As you may know if you are a regular visitor to this blog space, I teach a module on the history of crime at the University of Northampton. It covers the period 1700-1900 and looks at a variety of topics including different types of offending (from petty theft to murder), the evolution of the court system, development of policing, and the changing nature of punishment (from hanging to the prison). We also explore a number of themes – such as gender, class, continuity and change, and youth.

This week’s topic is youth crime and the suggestion that in some respects the Victorian’s ‘invented’ juvenile delinquency. Arguably ‘Victorian’ is incorrect but there is a persuasive argument that it was in the nineteenth century that commentators really focused their attention on youth crime and that it was then that the word ‘delinquent’ emerged.  The 1815 report of the ‘committee for investigating the alarming increase in juvenile delinquency in the metropolis’ followed its research into the state of youth crime in London.

In the post war period the fear of crime had risen, as it is always had at the end of Britain’s major European conflicts. Returning soldiers always occasioned a heightened tension around criminality and the tense political period after Waterloo lasted for several years. The creation of the Metropolitan Police (which some early historians attributed, in part, to this tension) meant that there was a more regularized police presence on the capital’s streets, and this directly impacted juveniles.

The Committee had focused on youth because many – believing in the reality of a ‘criminal class’ – felt the obvious thing to do was to nip offending in the bud by making efforts to reform young criminals to prevent them becoming older, more dangerous ones. The police, under pressure to justify the rates spent on them, focused on easy targets to boost arrest figures, and these were often the ‘urchins’ that ‘infested’ the city’s streets.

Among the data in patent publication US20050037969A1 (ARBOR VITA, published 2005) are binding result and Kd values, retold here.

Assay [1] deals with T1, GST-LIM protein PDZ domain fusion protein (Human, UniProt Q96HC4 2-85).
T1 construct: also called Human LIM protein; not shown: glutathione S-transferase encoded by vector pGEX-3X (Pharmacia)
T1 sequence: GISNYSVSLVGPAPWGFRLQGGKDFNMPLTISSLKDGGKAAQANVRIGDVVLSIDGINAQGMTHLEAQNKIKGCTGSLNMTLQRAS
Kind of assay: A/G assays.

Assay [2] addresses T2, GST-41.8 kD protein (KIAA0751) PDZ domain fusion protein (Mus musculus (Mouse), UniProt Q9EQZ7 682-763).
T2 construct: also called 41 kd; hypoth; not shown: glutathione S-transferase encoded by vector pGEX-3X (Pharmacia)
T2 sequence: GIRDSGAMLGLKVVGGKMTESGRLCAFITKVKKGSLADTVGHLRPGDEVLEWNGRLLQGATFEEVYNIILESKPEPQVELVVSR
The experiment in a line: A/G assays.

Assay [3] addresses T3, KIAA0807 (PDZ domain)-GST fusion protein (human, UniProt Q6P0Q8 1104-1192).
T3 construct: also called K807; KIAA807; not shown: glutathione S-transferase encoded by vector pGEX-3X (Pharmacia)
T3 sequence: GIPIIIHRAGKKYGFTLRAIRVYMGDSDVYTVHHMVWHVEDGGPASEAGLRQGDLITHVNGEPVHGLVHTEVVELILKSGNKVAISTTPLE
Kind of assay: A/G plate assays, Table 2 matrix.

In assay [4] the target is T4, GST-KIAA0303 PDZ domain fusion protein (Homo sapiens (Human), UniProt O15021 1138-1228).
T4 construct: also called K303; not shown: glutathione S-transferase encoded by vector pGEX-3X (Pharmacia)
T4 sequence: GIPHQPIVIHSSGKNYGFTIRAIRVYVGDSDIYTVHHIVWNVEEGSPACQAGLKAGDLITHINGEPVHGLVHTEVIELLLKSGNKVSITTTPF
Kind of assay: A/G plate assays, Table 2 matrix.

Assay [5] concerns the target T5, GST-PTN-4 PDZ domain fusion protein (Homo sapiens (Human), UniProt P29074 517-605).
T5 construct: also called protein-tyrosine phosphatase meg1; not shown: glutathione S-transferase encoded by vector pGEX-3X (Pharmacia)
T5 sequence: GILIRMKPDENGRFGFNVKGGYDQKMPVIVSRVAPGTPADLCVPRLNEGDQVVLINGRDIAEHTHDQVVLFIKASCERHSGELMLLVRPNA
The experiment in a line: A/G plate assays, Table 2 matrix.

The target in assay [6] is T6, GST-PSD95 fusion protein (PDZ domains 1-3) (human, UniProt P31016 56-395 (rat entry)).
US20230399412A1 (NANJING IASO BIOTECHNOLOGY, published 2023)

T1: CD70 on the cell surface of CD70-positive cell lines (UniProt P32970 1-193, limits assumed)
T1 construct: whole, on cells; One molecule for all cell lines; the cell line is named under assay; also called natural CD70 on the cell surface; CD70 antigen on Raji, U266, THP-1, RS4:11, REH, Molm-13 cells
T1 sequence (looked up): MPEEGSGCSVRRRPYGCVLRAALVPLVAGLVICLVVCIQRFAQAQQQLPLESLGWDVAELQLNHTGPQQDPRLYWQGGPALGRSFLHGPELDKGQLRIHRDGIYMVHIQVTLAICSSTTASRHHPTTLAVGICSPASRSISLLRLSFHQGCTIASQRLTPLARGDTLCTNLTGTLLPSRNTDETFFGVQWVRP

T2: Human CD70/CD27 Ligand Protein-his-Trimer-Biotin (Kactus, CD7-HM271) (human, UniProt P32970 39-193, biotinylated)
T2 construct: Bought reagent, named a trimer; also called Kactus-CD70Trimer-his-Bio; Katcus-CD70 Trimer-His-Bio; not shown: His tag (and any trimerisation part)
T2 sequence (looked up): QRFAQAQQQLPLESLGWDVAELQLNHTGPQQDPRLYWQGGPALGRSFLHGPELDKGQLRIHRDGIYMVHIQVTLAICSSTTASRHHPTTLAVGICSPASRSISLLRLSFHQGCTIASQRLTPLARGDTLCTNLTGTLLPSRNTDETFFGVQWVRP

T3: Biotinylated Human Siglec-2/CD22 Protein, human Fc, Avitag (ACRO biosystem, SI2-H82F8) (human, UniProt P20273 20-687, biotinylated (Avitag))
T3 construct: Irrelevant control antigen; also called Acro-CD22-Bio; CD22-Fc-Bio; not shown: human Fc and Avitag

Charles Nye (14) and William Pincombe (13) were just such a pair of delinquents and in January 1878 they were set in the dock at Clerkenwell Police court charged with theft. They were accused of stealing sixpence from a five-year-old boy, simply named as ‘Hunt’.

The thieves were already known offenders and were under police surveillance. Tow detectives from N Division (Vincent and Armstrong) had been following them at a distance for an hour and a half, watching carefully as they approached, stopped, and chatted to several children. They stopped to chat in a friendly way to the little boy called Hunt then suddenly snatched the bag he was holding and ran away. The police set off after them.

The pair were soon caught but detective Armstrong saw Pincombe discard a sixpence as he fled, trying not to be caught with any evidence. In court the police told Mr Hosack that the lads were suspected of committing a string of robberies and had previously been birched and sent to prison for six weeks for other crimes they’d been convicted of. On this occasion the magistrate was loath to send them to gaol, saying they ‘were too young to undergo a long term of imprisonment’.

Instead he was determined that they should go to a reformatory where they might stand some small chance of being rehabilitated. The Reformatory Movement, led by Mary Carpenter, had flourished from mid century and was founded on the principle that juveniles like Charles and William were better suited to an environment where they could learn some useful skills, alongside discipline and a sense of religious morality, to keep them out of trouble in the future, rather than being dumped into an adult prison where they would simply learn to be ‘better’ thieves.

The court clerk made some enquires and later that day Mr Wills, an Industrial Schools officer appeared in court to say that there were some vacancies on the Cornwall Reformatory Training ship. Happy with this option, Mr Hosack sentenced each lad to 14 days hard labour in prison; thereafter they were to be sent to the Cornwall for two years. Magistrates handing down a reformatory sentence had to include a period of hard labour, to soften up defendants and remind them that they were being given a chance at reform. Carpenter had argued against sending children to prison but society demanded that  they were punished, and so punished they would be.

[from The Standard, Thursday, January 24, 1878]

A hero of the Peninsula and Waterloo meets the ‘terror of Chelsea’: who comes out best?

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I’ve just been revisiting the rise and fall of Napoleon in case I need to step in and provide some teaching cover for a colleague who is temporarily unwell. We all need to be prepared to teach outside of our specialism from time and as long as its not too far removed most jobbing historians can do it.

While Napoleon and the French Wars might seem a long way removed from my research area he is someone I have studied and be interested in for most of my reading life. As a child I quickly went from a love of Nelson to the man Nelson dedicated almost his entire career to thwarting. I saw Bonaparte as a brilliant mind, flawed by vaunting ambition, and ultimately let down by those closest to him and his inability to recognize when he had overstretched himself.